Barbara and Geoffrey Wellspring-Wood have discovered it’s getting too expensive to do what they believe is necessary to protect their health.
A retired couple who rent a rural acreage in Tappen, the Wellspring-Woods refused one of BC Hydro’s smart meters. For that decision, they have been paying the monthly $32.40 Legacy Meter charge since Dec. 2, 2013 – a fee they have accepted.
“We really don’t feel comfortable with wireless technology. We don’t have cell phones and anything wireless in our homes and we didn’t want to plug in a so-called ‘smart meter’ into our house,” says Geoffrey.
Then, on Oct. 24, 2014, they received a retroactive $369.47 bill for a second meter on the property.
Geoffrey put the second meter on the barn about 10 years ago, where they keep goats and chickens to reduce their expenses. A glitch in BC Hydro’s accounting system apparently failed to notice the second meter so the couple wasn’t aware they were going to be charged a double legacy fee.
While the Wellspring-Woods are fine paying for the electricity the meter uses, they are not pleased about having to pay a legacy fee for a second meter when they are one residential customer.
“I personally think that is a bit much, it’s a bit unfair…,” states Geoffrey. “I’m a customer in the singular and we happen to have two meters, that’s all. I accept I have to pay for a legacy meter on the house. Just the way it is, it’s a very high payment.”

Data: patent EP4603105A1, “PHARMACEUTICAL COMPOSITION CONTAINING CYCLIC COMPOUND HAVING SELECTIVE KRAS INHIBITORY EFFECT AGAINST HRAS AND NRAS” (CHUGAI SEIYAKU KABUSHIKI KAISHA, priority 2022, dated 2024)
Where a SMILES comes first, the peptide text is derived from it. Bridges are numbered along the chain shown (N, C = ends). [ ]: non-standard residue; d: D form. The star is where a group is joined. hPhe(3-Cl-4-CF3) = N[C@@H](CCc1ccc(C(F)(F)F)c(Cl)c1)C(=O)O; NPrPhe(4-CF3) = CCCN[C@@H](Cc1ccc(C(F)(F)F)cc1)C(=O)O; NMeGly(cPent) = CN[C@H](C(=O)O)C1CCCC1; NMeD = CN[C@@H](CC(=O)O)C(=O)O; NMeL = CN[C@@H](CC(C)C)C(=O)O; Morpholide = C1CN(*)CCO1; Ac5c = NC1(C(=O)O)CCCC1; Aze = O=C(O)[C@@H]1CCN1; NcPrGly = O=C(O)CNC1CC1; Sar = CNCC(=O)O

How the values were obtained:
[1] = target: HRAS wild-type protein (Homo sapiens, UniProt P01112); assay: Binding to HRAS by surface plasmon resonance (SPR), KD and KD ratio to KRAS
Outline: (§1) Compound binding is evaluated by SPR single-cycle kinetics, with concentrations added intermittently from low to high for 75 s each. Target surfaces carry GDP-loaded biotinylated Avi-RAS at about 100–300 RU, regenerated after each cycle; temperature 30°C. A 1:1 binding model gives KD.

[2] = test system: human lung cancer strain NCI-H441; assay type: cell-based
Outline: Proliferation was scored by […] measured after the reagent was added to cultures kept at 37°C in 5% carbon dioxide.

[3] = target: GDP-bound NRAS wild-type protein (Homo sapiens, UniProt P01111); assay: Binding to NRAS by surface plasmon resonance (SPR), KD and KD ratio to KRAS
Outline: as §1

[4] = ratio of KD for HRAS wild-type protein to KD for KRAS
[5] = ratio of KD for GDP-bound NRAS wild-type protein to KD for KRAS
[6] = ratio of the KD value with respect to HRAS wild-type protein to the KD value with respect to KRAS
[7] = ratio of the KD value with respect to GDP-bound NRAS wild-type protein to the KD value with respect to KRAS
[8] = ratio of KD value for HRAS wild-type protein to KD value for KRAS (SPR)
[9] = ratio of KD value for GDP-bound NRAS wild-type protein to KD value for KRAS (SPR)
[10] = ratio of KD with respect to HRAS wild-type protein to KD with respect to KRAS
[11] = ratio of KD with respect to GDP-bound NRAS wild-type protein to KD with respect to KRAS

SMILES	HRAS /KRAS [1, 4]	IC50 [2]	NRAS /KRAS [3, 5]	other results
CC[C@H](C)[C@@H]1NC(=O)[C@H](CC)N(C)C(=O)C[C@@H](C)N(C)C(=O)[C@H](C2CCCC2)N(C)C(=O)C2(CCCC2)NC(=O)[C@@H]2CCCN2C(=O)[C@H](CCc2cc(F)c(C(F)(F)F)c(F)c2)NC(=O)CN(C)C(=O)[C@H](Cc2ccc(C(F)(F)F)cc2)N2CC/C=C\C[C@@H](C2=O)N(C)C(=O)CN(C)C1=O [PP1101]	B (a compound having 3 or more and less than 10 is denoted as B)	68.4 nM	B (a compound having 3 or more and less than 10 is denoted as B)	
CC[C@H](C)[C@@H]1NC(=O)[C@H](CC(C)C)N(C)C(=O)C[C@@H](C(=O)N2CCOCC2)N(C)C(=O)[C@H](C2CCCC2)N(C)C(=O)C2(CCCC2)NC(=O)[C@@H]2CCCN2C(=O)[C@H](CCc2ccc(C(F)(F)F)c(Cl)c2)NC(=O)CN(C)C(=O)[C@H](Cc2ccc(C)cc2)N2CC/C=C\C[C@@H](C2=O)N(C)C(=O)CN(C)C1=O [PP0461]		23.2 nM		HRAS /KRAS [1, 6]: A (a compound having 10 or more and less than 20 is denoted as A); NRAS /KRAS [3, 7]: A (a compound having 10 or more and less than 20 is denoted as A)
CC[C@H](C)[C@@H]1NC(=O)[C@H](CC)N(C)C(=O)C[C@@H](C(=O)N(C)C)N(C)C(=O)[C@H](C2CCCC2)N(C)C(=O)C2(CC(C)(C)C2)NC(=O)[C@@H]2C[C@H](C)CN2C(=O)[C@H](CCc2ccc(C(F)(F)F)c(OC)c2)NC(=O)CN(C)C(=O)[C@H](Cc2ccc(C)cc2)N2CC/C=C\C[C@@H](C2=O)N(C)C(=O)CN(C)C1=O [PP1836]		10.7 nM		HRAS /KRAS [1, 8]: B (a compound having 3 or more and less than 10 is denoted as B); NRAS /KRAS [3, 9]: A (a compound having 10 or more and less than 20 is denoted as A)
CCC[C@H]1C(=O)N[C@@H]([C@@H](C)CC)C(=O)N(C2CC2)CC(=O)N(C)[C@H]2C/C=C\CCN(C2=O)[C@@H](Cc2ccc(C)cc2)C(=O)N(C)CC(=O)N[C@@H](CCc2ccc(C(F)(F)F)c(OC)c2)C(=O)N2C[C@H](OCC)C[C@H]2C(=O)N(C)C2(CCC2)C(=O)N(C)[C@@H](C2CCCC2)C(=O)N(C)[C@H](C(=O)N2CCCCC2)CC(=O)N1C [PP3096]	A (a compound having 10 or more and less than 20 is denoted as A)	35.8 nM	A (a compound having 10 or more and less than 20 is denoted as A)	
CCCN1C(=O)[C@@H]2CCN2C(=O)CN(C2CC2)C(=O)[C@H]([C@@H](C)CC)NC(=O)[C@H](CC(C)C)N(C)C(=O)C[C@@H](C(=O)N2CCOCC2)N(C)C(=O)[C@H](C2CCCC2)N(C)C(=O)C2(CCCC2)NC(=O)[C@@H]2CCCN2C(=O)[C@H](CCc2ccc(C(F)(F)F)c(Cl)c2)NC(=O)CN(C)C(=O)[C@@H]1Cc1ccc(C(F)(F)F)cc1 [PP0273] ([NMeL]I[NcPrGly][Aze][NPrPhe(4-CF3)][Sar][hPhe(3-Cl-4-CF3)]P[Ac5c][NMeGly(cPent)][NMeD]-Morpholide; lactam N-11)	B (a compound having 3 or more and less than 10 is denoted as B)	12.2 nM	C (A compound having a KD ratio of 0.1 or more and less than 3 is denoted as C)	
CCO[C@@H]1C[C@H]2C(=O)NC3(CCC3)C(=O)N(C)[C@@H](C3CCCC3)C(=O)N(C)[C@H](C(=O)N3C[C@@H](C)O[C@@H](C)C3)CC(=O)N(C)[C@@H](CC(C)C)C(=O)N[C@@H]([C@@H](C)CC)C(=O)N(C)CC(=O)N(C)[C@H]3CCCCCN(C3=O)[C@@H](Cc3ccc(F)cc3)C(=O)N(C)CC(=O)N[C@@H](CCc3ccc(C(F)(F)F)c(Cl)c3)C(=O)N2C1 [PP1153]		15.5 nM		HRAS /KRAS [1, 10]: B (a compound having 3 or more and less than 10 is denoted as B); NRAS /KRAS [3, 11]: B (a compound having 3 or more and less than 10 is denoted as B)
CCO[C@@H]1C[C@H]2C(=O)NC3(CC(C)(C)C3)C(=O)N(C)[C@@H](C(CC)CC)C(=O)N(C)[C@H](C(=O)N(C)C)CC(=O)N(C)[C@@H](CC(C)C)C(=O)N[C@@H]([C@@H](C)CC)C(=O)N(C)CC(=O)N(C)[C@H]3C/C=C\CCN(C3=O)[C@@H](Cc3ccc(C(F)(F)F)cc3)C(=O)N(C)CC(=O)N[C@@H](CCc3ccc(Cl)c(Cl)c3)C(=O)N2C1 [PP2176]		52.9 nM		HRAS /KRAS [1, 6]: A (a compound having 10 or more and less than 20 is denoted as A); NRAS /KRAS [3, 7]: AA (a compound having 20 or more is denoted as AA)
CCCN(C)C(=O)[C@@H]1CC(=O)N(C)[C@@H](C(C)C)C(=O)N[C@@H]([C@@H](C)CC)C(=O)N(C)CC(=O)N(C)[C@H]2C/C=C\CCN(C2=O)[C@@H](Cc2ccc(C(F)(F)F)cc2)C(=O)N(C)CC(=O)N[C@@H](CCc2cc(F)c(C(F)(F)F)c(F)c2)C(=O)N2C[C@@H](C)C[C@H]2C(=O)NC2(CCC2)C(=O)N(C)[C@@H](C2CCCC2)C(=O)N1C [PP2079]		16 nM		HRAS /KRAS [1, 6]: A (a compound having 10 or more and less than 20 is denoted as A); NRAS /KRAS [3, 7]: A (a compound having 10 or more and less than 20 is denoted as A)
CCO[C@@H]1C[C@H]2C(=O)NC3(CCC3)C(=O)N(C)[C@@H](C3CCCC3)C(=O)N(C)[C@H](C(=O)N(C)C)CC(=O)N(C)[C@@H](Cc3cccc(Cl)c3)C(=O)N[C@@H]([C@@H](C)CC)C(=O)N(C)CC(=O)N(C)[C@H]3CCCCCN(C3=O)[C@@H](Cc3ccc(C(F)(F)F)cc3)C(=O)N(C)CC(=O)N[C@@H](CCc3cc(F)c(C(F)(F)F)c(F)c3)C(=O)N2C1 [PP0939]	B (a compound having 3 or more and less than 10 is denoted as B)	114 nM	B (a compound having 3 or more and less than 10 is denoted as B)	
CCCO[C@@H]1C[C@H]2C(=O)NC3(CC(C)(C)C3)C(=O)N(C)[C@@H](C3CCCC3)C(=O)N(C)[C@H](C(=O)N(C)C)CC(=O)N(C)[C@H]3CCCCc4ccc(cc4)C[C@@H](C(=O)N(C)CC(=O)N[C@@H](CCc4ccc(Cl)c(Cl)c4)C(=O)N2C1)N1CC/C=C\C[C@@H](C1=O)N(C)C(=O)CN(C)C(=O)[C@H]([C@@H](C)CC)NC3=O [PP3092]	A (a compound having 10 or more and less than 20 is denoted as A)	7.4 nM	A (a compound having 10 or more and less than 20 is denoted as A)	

He said half of the retroactive legacy fee was deleted after they approached their MLA and also because BC Hydro can’t retroactively bill beyond six months.
Geoffrey points out that each billing period of two months is now costing the senior citizens $129.60 plus GST, just in Legacy fees – an onerous amount for them.
BC Hydro, however, maintains the two fees are fair.
An email response to the Observer from the Crown corporation states:
“The fees to retain a non-standard meter (i.e. old meter) cover more than just reading the meter. They also help recover the additional costs of maintaining resources, equipment and systems that are needed to serve these customers with non-communicating meters.
“The fees are fair and ensure that the 99 per cent of customers who have accepted a smart meter aren’t subsidizing those costs. The fees were approved by the BC Utilities Commission in April 2014 and are now part of the bill for customers who chose to have non-standard meters.
“In regards to Mr. Wellspring’s situation, the customer asked to change his second account (the barn) from commercial to residential in September 2013. At that time, the customer should have received a Meter Choices enrolment form but regrettably one was never sent and the fee to keep this old meter came into effect Dec. 2, 2013…
“We feel this is a fair resolution for the customer and all BC Hydro ratepayers. Again, there is a cost to BC Hydro to have some customers not have a smart meter and recovering these fees ensures the vast majority of customers don’t pay for those costs.”